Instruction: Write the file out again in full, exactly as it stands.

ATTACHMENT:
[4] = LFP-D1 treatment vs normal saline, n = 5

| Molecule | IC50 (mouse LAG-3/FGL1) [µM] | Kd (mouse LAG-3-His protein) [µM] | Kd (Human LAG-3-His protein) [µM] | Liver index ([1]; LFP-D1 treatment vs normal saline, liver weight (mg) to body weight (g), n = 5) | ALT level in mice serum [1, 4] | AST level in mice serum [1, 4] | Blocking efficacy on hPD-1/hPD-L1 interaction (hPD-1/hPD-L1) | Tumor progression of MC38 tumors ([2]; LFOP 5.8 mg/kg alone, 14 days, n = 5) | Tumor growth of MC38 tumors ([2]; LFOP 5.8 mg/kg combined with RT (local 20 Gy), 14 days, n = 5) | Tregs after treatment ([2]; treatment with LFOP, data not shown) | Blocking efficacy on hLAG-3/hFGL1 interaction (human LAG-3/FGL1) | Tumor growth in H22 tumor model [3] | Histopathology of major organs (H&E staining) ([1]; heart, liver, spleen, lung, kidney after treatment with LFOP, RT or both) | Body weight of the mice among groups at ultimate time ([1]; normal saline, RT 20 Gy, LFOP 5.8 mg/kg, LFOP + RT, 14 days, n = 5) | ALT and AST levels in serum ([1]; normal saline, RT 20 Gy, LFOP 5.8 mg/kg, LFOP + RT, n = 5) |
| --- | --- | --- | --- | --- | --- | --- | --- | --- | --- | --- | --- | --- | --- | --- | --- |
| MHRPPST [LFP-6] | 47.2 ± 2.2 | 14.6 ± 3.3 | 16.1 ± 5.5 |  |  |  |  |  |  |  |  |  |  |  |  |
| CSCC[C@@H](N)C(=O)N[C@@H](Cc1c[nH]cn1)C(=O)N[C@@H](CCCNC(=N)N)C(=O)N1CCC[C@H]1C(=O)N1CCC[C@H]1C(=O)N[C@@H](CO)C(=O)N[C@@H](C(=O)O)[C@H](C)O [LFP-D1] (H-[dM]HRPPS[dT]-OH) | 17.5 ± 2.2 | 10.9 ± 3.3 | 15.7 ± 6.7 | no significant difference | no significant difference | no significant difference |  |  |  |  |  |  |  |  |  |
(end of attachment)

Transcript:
[4] = LFP-D1 treatment vs normal saline, n = 5

| Molecule | IC50 (mouse LAG-3/FGL1) [µM] | Kd (mouse LAG-3-His protein) [µM] | Kd (Human LAG-3-His protein) [µM] | Liver index ([1]; LFP-D1 treatment vs normal saline, liver weight (mg) to body weight (g), n = 5) | ALT level in mice serum [1, 4] | AST level in mice serum [1, 4] | Blocking efficacy on hPD-1/hPD-L1 interaction (hPD-1/hPD-L1) | Tumor progression of MC38 tumors ([2]; LFOP 5.8 mg/kg alone, 14 days, n = 5) | Tumor growth of MC38 tumors ([2]; LFOP 5.8 mg/kg combined with RT (local 20 Gy), 14 days, n = 5) | Tregs after treatment ([2]; treatment with LFOP, data not shown) | Blocking efficacy on hLAG-3/hFGL1 interaction (human LAG-3/FGL1) | Tumor growth in H22 tumor model [3] | Histopathology of major organs (H&E staining) ([1]; heart, liver, spleen, lung, kidney after treatment with LFOP, RT or both) | Body weight of the mice among groups at ultimate time ([1]; normal saline, RT 20 Gy, LFOP 5.8 mg/kg, LFOP + RT, 14 days, n = 5) | ALT and AST levels in serum ([1]; normal saline, RT 20 Gy, LFOP 5.8 mg/kg, LFOP + RT, n = 5) |
| --- | --- | --- | --- | --- | --- | --- | --- | --- | --- | --- | --- | --- | --- | --- | --- |
| MHRPPST [LFP-6] | 47.2 ± 2.2 | 14.6 ± 3.3 | 16.1 ± 5.5 |  |  |  |  |  |  |  |  |  |  |  |  |
| CSCC[C@@H](N)C(=O)N[C@@H](Cc1c[nH]cn1)C(=O)N[C@@H](CCCNC(=N)N)C(=O)N1CCC[C@H]1C(=O)N1CCC[C@H]1C(=O)N[C@@H](CO)C(=O)N[C@@H](C(=O)O)[C@H](C)O [LFP-D1] (H-[dM]HRPPS[dT]-OH) | 17.5 ± 2.2 | 10.9 ± 3.3 | 15.7 ± 6.7 | no significant difference | no significant difference | no significant difference |  |  |  |  |  |  |  |  |  |